Should I give Linux OS a try?


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Old 01-09-10, 06:05 AM
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Should I give Linux OS a try?

Does anyone have any experience or opinion about the Linux OS? I have a computer that is primarily used only for basic internet use. Other than that an occasional work document or to make some labels. I don't know anything about the Linux OS.

The reason that I am considering this is because the computer hard drive died in this computer and I have a spare hd to put in it but I no longer have the key to the windows program that is on the hd. Therefore I can't run the windows that is one the spare hd.

So I guess my questions would be can I load Linux onto this hd at startup? Will Linux run windows based programs? And just what are peoples opinions of Linux?

Thanks for any info that you can pass on to me. I do appreciate the help.
 
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Old 01-09-10, 09:06 AM
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Linux is my primary operating system. While there are ways to run Windows programs on Linux there is almost always a Linux equivalent that runs as well or better then the Windows program and is free. Installing programs is usually quicker and easier then in Windows.

You don't even need to install many Linux OSes to test if it will work on your system. You can use a live CD. I use PCLinuxOS and have for more the 3 years. The nice thing is you will find the forums for my flavor of Linux, PCLOS very helpful. Radically Simple PCLinuxOS

There are several versions available but for the beginner I would suggest the version labeled KDE Desktop. It comes with all the basic programs you need and a repository with about 10,000 more that cab be added as needed.
 
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Old 01-10-10, 03:05 PM
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Don't mean to hijack your thread kmeyer but I too have always been interested in LINUX. I have an old IBM Thinkpad 770x with 64 mb ram & Windows 98 on it that's sitting around doing nothing. Is there a Linux version that would make this old beast run a little faster?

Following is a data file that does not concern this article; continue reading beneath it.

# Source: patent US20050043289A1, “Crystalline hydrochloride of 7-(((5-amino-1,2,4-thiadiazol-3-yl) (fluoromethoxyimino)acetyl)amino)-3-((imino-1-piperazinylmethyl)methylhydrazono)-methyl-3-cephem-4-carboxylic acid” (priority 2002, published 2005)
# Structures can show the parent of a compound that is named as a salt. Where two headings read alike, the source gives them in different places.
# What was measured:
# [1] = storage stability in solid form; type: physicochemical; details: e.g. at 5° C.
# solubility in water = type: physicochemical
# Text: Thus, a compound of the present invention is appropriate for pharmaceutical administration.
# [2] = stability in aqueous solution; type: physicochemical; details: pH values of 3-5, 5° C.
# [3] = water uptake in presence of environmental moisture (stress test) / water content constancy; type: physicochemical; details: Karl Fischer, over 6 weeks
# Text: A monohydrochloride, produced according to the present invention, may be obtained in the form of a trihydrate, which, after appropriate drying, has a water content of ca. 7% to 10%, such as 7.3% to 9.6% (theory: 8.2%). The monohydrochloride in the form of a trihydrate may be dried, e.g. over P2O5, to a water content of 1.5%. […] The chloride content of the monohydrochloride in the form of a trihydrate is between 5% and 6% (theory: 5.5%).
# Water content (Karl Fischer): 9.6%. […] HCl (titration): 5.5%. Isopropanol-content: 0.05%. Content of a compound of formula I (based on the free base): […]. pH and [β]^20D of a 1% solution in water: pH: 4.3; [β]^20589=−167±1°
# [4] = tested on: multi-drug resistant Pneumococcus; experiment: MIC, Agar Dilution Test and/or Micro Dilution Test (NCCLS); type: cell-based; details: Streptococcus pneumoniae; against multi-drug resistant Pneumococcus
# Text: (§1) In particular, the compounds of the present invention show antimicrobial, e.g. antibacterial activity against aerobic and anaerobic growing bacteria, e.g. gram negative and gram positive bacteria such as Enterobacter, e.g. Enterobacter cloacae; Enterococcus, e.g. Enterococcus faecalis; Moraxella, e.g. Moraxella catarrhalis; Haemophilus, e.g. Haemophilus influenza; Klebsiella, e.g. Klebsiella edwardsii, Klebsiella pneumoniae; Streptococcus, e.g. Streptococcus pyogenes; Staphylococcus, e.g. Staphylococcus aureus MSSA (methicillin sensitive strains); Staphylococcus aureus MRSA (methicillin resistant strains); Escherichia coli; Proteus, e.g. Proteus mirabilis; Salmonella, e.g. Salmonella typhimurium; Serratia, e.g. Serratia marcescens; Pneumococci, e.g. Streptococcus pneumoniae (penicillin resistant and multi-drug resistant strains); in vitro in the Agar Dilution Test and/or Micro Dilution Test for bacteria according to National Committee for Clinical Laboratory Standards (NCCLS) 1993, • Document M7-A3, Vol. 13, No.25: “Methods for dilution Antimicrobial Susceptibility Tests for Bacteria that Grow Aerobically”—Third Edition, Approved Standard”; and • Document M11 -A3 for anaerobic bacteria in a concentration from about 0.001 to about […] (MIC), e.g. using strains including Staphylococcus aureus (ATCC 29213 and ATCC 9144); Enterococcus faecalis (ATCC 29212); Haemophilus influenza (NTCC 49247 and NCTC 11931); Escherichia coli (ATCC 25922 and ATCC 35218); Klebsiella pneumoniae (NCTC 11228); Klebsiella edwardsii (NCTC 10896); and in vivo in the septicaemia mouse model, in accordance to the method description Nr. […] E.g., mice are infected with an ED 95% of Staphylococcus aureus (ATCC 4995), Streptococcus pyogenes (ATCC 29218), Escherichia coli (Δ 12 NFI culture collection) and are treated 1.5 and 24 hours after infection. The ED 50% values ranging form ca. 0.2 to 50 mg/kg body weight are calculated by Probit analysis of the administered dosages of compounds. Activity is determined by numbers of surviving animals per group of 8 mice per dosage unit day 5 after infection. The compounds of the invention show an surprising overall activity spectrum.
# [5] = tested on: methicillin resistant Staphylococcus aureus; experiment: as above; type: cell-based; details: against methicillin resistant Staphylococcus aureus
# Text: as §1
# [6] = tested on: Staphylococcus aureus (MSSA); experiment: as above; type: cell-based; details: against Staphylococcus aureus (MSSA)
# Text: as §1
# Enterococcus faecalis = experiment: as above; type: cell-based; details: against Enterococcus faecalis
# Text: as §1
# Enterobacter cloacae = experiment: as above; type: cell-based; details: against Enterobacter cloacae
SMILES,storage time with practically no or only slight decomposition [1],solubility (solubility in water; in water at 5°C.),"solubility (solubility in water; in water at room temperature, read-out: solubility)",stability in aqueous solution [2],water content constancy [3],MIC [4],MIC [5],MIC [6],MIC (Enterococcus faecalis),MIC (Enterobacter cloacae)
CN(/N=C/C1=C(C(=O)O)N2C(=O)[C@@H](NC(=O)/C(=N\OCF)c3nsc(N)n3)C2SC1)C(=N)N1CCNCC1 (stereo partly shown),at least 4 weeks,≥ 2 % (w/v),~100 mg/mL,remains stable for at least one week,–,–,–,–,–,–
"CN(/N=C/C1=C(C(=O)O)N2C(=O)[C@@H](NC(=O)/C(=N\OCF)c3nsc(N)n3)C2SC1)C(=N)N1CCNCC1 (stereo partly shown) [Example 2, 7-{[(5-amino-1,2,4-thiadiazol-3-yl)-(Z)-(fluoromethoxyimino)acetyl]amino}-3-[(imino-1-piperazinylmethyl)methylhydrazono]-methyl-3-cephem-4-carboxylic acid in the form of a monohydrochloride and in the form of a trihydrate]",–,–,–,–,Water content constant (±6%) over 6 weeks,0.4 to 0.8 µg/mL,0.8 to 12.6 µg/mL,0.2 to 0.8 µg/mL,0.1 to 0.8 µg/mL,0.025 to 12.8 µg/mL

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Old 01-10-10, 03:18 PM
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There are but you will need to look a bit for one. You can probably double the memory cheaply then most will run on it. I think Puppy will and Damn Small Linux should.
 
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Old 01-10-10, 03:23 PM
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I think that's what attracted me to Linux in the first place ... the great names for their OS's :-)
 
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Old 01-11-10, 07:12 AM
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just today I was browsing the forums at
freebsd.org and today or yesterday someone announced
dvd's (iirc) with freebsd loaded and ancillary programs
(I've installed a similar something, the freesbie live
cd, to a secondhand 1.0-something Mhz 40g computer.).
Freebsd is my primary OS (I have windows98 but no
longer dual boot) and I use it primarily as a desktop.
More time and expertise to maintain its updates, but
at least the info is centralized. You'd want to give
up other sedentary activities, maybe.
........
I have misgivings though, for many people a more
install-and-forget solution is more viable. But one
can always consider pcbsd or desktopbsd or something
rather than linux also... they are also free.
 
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Old 01-11-10, 10:32 AM
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We use RedHat and SUSE linux here in the office on servers and they work pretty well. No personal experience with using it on a PC, though.
 
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Old 01-11-10, 11:33 AM